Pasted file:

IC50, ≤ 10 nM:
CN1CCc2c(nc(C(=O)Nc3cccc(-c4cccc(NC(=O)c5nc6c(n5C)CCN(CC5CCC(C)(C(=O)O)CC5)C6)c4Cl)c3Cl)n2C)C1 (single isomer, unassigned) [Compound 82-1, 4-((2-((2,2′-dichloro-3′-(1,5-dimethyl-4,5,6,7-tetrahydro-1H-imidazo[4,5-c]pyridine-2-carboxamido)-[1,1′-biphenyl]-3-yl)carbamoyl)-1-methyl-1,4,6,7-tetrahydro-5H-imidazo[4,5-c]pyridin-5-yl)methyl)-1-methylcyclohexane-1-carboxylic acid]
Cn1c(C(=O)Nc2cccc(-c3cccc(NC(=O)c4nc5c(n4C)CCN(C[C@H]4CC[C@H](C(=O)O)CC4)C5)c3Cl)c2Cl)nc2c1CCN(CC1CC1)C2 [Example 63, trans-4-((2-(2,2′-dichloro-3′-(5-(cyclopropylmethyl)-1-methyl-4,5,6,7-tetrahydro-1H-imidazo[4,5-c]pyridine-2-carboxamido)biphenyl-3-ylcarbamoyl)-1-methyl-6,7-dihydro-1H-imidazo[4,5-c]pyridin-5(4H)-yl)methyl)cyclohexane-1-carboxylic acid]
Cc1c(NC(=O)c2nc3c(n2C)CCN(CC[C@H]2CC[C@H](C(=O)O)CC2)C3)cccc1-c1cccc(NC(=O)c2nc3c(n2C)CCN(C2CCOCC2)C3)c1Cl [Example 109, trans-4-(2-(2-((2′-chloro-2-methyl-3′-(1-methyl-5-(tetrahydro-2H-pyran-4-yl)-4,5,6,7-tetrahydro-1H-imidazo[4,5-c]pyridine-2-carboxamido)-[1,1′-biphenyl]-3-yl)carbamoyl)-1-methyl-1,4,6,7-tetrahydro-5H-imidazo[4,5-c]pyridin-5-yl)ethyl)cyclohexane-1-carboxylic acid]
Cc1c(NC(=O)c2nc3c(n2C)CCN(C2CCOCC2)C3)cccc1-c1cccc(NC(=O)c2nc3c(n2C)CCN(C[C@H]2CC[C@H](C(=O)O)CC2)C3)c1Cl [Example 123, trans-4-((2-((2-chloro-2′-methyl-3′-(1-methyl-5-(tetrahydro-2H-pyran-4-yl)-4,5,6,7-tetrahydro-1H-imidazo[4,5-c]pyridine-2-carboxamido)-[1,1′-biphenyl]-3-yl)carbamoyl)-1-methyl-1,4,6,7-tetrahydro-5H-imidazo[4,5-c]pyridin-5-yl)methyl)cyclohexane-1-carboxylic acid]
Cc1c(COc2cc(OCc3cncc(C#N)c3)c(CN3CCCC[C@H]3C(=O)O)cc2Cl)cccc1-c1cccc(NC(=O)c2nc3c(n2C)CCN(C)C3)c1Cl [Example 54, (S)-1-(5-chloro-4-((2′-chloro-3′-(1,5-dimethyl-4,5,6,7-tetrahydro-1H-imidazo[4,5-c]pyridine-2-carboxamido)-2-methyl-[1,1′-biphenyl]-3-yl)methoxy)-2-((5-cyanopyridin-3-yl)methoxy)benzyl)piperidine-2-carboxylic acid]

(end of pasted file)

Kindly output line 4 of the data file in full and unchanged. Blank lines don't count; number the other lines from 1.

Cc1c(NC(=O)c2nc3c(n2C)CCN(CC[C@H]2CC[C@H](C(=O)O)CC2)C3)cccc1-c1cccc(NC(=O)c2nc3c(n2C)CCN(C2CCOCC2)C3)c1Cl [Example 109, trans-4-(2-(2-((2′-chloro-2-methyl-3′-(1-methyl-5-(tetrahydro-2H-pyran-4-yl)-4,5,6,7-tetrahydro-1H-imidazo[4,5-c]pyridine-2-carboxamido)-[1,1′-biphenyl]-3-yl)carbamoyl)-1-methyl-1,4,6,7-tetrahydro-5H-imidazo[4,5-c]pyridin-5-yl)ethyl)cyclohexane-1-carboxylic acid]